Bailout or bonanza? Part 1: what do you do?
Is the Treasury asset recapitalization program (TARP) a bailout for Wall Street, or a bonanza for taxpayers?
Wanna make a bet about it?
That depends on a critical question: Will Treasury pay too much or too little for the assets?
What, you think I know? I just work here.
With the inevitability effect [Blog post on this subject to come – Ed.] kicking in, clouds of dust are obscuring the program’s plain lines. That, plus the huge sums and headlines screaming BAILOUT, make it understandable that Joe Public might think we’re going to pay ‘too much’ – otherwise, why would Wall Street be rushing to do it? As the New York Times quotes President Bush:
President Bush, in his weekly radio address, tried to sell the rescue plan to the American public, which, according to opinion polls, is deeply skeptical. “The rescue effort we’re negotiating is not aimed at Wall Street, it is aimed at your street,” Mr. Bush said.
Before we can take apart why this is almost certainly in the country’s interest – even if Treasury does overpay, this will undoubtedly be a gigantic lift for the economy, for reasons outlined below – we should examine the possibility of overpayment. Just because Treasury is saving the global economy doesn’t mean we taxpayers should overpay for our salvation – we shouldn’t. This post is about whether we will overpay in our rush to save the world financial system.
At least somebody gets the nature of the problem.
How we got here: the reduced Wall Street company. As I’ve posted at great length before, during the heyday of twenty-first century securitization, Wall Street created new structured securities tranches – blends of slices from individual loans. Through miracles of Monte Carlo simulations, the bankers were able to persuade what appear to have been all-too-gullible rating agencies to take a puree of Class C assets and find a Class AAA extract within.
Then things went wrong, went wrong, went wrong … and all of a sudden, nobody wanted the goods. As Andy Kessler wrote in a cogent Wall Street Journal Op-Ed:
Here’s what’s happened so far. New technology like electronic trading meant that Wall Street’s bread-and-butter business of investment banking and trading stocks stopped making much money years ago. So investment banks took their enormous capital and at first packaged yield-enhanced, subprime mortgage loans into complex derivatives such as collateralized debt obligations (CDOs). Eventually and stupidly, these institutions owned them for themselves — lots of them, often at 30-to-1 leverage. The financial products were made “safe” by insurance products known as credit default swaps, a credit derivative from companies such as AIG. When housing turned down, the mortgages and derivatives were worth a lot less and no one would lend Wall Street money anymore.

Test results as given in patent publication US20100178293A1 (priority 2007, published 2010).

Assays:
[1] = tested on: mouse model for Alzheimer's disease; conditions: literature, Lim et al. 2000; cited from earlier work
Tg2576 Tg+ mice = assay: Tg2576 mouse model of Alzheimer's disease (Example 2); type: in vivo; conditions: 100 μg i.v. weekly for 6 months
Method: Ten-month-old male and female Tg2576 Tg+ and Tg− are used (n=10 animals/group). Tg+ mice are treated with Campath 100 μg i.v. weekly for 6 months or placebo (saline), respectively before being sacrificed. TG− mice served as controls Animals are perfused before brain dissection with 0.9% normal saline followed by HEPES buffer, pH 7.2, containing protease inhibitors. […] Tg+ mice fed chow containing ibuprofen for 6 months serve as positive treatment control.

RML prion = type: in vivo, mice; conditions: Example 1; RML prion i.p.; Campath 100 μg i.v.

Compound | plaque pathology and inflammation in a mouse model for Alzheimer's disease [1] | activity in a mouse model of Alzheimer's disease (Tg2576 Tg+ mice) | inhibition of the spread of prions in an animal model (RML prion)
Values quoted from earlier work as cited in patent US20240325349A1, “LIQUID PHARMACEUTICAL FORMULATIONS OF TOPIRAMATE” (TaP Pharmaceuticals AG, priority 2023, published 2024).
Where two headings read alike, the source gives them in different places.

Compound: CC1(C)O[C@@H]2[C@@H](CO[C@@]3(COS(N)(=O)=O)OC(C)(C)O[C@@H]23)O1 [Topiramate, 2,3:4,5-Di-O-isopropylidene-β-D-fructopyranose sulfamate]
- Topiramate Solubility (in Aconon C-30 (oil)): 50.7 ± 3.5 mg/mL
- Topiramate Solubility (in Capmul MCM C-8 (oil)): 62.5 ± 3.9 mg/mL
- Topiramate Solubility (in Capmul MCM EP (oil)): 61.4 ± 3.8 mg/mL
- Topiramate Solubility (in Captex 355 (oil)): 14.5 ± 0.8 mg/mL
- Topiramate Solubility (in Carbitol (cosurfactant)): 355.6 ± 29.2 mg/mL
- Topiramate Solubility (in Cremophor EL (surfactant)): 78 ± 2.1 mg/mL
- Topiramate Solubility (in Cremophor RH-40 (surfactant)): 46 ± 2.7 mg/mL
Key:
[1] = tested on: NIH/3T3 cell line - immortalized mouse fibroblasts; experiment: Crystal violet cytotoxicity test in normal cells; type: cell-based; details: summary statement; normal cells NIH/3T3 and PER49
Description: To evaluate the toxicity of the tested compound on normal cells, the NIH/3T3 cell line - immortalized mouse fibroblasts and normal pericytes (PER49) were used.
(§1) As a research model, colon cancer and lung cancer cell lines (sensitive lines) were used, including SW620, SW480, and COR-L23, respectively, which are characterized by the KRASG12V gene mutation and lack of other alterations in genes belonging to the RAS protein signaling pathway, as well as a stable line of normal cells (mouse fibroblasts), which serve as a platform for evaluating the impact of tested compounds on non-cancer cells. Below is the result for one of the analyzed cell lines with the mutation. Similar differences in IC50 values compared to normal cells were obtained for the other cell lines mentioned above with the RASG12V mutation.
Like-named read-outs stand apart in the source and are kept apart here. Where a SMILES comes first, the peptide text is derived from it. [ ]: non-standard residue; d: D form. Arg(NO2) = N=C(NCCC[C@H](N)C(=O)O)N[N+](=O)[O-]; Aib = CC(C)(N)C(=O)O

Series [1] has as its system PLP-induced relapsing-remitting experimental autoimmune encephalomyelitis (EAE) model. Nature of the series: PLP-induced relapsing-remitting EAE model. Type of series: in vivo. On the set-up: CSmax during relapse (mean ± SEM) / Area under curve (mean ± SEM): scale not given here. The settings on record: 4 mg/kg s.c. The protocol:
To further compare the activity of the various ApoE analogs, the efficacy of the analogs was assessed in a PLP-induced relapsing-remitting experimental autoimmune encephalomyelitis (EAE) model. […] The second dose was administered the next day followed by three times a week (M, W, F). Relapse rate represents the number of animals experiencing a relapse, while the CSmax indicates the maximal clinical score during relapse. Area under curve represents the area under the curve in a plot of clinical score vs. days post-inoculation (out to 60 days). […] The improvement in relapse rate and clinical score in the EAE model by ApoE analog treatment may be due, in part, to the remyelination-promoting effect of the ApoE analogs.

Then the piling on started.
I think we can bid you down
Hedge funds could short financial stocks and then bid down the prices of CDOs stuck on Wall Street’s balance sheets. This was pretty easy to do in an illiquid market. Because of the Federal Accounting Standards Board’s mark-to-market 157 rule, Wall Street had to write off the lower value of these securities and raise more capital, diluting shareholders. So the stock prices would drop, which is what the shorts wanted in the first place. It was all legit.
So they all put it into their recycling bins.
Why Wall Street’s in a lather: liquidity and cash. There came a moment when everybody on Wall Street held some of these assets, and nobody knew what they were worth. All previous attempts to assess their value having failed, Wall Street did what Wall Street often does – it sought relief from its problem by selling the problem to somebody else.
So out on the curbs of Wall Street there blossomed, like blue-plastic mushrooms, buckets of goods to be recycled. Thence came the problem: who buys recycling?
* Bring your heavy garden gloves, so you can sort it.
* Be prepared to hold on to it for a while.
Except that up and down Wall Street, nobody was in the recycling-hauling business, they were all in the recycling-dumping business.
Any recycled-asset buyers out there?
And thereby is the essence of a panic price-fall: even if it’s the most valuable thing in the world, a commodity drops in price when nobody’s buying it and everybody’s selling it.
Why this weighs on the banks: Vermeer or velvet-Elvis? Banks – for that matter, any public company subject to Sarbanes-Oxley and FASB regulation – are under a duty to report their assets at fair value. The concept of ‘fair value’ is easy to comprehend when assets are standardized and freely bought and sold every day. When the assets trade infrequently, and when they’re very particular, what are they worth?
As an example, consider the paintings of Jan Vermeer. In his entire life, we know of only 35 paintings that are indubitably his. Each authentic Vermeer is a masterpiece.
This is a masterpiece